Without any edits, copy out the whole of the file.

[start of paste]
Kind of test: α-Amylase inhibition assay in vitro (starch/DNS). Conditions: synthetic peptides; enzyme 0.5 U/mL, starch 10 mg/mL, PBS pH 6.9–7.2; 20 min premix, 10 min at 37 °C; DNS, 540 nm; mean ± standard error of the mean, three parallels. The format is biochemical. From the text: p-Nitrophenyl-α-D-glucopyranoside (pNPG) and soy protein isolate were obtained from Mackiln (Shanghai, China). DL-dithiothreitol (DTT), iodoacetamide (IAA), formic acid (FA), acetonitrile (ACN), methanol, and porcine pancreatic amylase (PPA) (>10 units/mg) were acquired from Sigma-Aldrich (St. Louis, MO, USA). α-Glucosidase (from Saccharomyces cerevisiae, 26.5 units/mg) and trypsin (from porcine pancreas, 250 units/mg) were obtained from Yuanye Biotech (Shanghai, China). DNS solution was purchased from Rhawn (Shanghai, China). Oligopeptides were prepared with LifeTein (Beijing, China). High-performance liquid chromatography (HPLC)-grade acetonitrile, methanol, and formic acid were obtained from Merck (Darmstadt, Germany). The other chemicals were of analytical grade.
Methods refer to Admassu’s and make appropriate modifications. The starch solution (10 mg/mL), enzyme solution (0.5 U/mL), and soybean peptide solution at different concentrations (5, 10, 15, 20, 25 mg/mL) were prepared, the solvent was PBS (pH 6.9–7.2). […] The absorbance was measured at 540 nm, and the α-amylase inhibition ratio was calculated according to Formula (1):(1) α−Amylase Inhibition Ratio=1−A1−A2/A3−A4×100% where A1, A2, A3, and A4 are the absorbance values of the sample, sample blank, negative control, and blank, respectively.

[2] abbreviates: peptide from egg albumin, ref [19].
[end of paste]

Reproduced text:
Kind of test: α-Amylase inhibition assay in vitro (starch/DNS). Conditions: synthetic peptides; enzyme 0.5 U/mL, starch 10 mg/mL, PBS pH 6.9–7.2; 20 min premix, 10 min at 37 °C; DNS, 540 nm; mean ± standard error of the mean, three parallels. The format is biochemical. From the text: p-Nitrophenyl-α-D-glucopyranoside (pNPG) and soy protein isolate were obtained from Mackiln (Shanghai, China). DL-dithiothreitol (DTT), iodoacetamide (IAA), formic acid (FA), acetonitrile (ACN), methanol, and porcine pancreatic amylase (PPA) (>10 units/mg) were acquired from Sigma-Aldrich (St. Louis, MO, USA). α-Glucosidase (from Saccharomyces cerevisiae, 26.5 units/mg) and trypsin (from porcine pancreas, 250 units/mg) were obtained from Yuanye Biotech (Shanghai, China). DNS solution was purchased from Rhawn (Shanghai, China). Oligopeptides were prepared with LifeTein (Beijing, China). High-performance liquid chromatography (HPLC)-grade acetonitrile, methanol, and formic acid were obtained from Merck (Darmstadt, Germany). The other chemicals were of analytical grade.
Methods refer to Admassu’s and make appropriate modifications. The starch solution (10 mg/mL), enzyme solution (0.5 U/mL), and soybean peptide solution at different concentrations (5, 10, 15, 20, 25 mg/mL) were prepared, the solvent was PBS (pH 6.9–7.2). […] The absorbance was measured at 540 nm, and the α-amylase inhibition ratio was calculated according to Formula (1):(1) α−Amylase Inhibition Ratio=1−A1−A2/A3−A4×100% where A1, A2, A3, and A4 are the absorbance values of the sample, sample blank, negative control, and blank, respectively.

[2] abbreviates: peptide from egg albumin, ref [19].